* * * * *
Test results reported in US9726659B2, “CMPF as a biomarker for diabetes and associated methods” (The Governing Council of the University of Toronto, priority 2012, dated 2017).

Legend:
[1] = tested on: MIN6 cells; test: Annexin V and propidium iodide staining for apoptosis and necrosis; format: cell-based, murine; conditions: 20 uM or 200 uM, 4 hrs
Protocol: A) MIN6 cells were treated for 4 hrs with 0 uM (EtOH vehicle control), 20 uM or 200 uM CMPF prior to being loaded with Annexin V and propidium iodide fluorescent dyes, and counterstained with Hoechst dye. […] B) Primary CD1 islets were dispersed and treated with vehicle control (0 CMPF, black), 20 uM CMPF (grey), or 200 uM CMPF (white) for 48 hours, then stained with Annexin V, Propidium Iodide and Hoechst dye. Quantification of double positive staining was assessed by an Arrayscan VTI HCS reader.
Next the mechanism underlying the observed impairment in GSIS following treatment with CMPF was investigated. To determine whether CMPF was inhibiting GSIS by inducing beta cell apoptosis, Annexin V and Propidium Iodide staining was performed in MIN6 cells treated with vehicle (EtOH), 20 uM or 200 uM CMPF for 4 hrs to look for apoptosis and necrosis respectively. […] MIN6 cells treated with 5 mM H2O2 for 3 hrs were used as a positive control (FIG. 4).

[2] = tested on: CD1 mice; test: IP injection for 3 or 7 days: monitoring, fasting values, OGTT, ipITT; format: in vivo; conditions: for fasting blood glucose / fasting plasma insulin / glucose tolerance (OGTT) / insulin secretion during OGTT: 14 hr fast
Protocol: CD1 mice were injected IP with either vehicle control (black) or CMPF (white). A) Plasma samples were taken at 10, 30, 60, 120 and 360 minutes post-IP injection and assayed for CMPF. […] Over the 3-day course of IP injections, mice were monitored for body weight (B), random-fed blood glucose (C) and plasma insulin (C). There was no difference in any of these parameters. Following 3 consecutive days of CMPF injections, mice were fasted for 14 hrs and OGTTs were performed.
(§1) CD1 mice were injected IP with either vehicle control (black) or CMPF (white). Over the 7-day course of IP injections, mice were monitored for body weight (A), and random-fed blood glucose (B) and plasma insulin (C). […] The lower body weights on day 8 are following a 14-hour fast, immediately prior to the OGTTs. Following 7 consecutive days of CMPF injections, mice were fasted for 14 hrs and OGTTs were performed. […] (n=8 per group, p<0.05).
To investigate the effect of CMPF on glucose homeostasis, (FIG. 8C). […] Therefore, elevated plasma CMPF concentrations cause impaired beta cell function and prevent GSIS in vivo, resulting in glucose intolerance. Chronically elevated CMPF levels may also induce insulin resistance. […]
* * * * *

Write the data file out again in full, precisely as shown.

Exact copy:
Test results reported in US9726659B2, “CMPF as a biomarker for diabetes and associated methods” (The Governing Council of the University of Toronto, priority 2012, dated 2017).

Legend:
[1] = tested on: MIN6 cells; test: Annexin V and propidium iodide staining for apoptosis and necrosis; format: cell-based, murine; conditions: 20 uM or 200 uM, 4 hrs
Protocol: A) MIN6 cells were treated for 4 hrs with 0 uM (EtOH vehicle control), 20 uM or 200 uM CMPF prior to being loaded with Annexin V and propidium iodide fluorescent dyes, and counterstained with Hoechst dye. […] B) Primary CD1 islets were dispersed and treated with vehicle control (0 CMPF, black), 20 uM CMPF (grey), or 200 uM CMPF (white) for 48 hours, then stained with Annexin V, Propidium Iodide and Hoechst dye. Quantification of double positive staining was assessed by an Arrayscan VTI HCS reader.
Next the mechanism underlying the observed impairment in GSIS following treatment with CMPF was investigated. To determine whether CMPF was inhibiting GSIS by inducing beta cell apoptosis, Annexin V and Propidium Iodide staining was performed in MIN6 cells treated with vehicle (EtOH), 20 uM or 200 uM CMPF for 4 hrs to look for apoptosis and necrosis respectively. […] MIN6 cells treated with 5 mM H2O2 for 3 hrs were used as a positive control (FIG. 4).

[2] = tested on: CD1 mice; test: IP injection for 3 or 7 days: monitoring, fasting values, OGTT, ipITT; format: in vivo; conditions: for fasting blood glucose / fasting plasma insulin / glucose tolerance (OGTT) / insulin secretion during OGTT: 14 hr fast
Protocol: CD1 mice were injected IP with either vehicle control (black) or CMPF (white). A) Plasma samples were taken at 10, 30, 60, 120 and 360 minutes post-IP injection and assayed for CMPF. […] Over the 3-day course of IP injections, mice were monitored for body weight (B), random-fed blood glucose (C) and plasma insulin (C). There was no difference in any of these parameters. Following 3 consecutive days of CMPF injections, mice were fasted for 14 hrs and OGTTs were performed.
(§1) CD1 mice were injected IP with either vehicle control (black) or CMPF (white). Over the 7-day course of IP injections, mice were monitored for body weight (A), and random-fed blood glucose (B) and plasma insulin (C). […] The lower body weights on day 8 are following a 14-hour fast, immediately prior to the OGTTs. Following 7 consecutive days of CMPF injections, mice were fasted for 14 hrs and OGTTs were performed. […] (n=8 per group, p<0.05).
To investigate the effect of CMPF on glucose homeostasis, (FIG. 8C). […] Therefore, elevated plasma CMPF concentrations cause impaired beta cell function and prevent GSIS in vivo, resulting in glucose intolerance. Chronically elevated CMPF levels may also induce insulin resistance. […]